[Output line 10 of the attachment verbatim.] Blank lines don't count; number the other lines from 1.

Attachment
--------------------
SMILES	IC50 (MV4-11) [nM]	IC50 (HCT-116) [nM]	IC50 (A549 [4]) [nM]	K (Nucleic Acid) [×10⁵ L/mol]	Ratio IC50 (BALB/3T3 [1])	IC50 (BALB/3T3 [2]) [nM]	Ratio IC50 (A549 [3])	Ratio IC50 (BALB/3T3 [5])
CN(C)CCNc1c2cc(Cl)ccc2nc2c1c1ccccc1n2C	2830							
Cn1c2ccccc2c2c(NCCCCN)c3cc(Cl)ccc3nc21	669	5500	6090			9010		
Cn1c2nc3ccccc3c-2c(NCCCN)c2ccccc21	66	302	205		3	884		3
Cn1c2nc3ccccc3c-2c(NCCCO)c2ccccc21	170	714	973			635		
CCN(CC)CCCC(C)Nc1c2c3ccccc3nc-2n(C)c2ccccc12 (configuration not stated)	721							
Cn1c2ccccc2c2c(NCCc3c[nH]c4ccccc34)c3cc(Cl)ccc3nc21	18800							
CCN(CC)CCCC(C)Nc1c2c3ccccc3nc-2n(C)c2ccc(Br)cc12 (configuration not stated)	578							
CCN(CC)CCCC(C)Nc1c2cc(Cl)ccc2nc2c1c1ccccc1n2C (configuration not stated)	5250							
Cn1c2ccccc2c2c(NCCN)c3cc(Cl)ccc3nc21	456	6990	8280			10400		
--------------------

Cn1c2ccccc2c2c(NCCN)c3cc(Cl)ccc3nc21	456	6990	8280			10400		